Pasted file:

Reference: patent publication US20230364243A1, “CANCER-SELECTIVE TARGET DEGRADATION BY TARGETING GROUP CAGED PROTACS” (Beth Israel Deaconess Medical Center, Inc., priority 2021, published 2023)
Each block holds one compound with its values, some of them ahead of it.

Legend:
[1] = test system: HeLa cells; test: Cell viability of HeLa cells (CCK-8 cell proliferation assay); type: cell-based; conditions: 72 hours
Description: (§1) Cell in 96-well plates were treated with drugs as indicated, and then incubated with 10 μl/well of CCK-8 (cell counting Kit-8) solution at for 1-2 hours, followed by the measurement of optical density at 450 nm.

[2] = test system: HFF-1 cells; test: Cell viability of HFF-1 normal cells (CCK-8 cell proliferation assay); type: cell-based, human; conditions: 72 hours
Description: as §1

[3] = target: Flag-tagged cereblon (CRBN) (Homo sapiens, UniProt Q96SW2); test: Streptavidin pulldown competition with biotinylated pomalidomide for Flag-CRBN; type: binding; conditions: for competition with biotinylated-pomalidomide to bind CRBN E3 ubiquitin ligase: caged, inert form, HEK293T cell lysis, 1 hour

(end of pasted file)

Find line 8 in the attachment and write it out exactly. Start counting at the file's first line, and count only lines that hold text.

[3] = target: Flag-tagged cereblon (CRBN) (Homo sapiens, UniProt Q96SW2); test: Streptavidin pulldown competition with biotinylated pomalidomide for Flag-CRBN; type: binding; conditions: for competition with biotinylated-pomalidomide to bind CRBN E3 ubiquitin ligase: caged, inert form, HEK293T cell lysis, 1 hour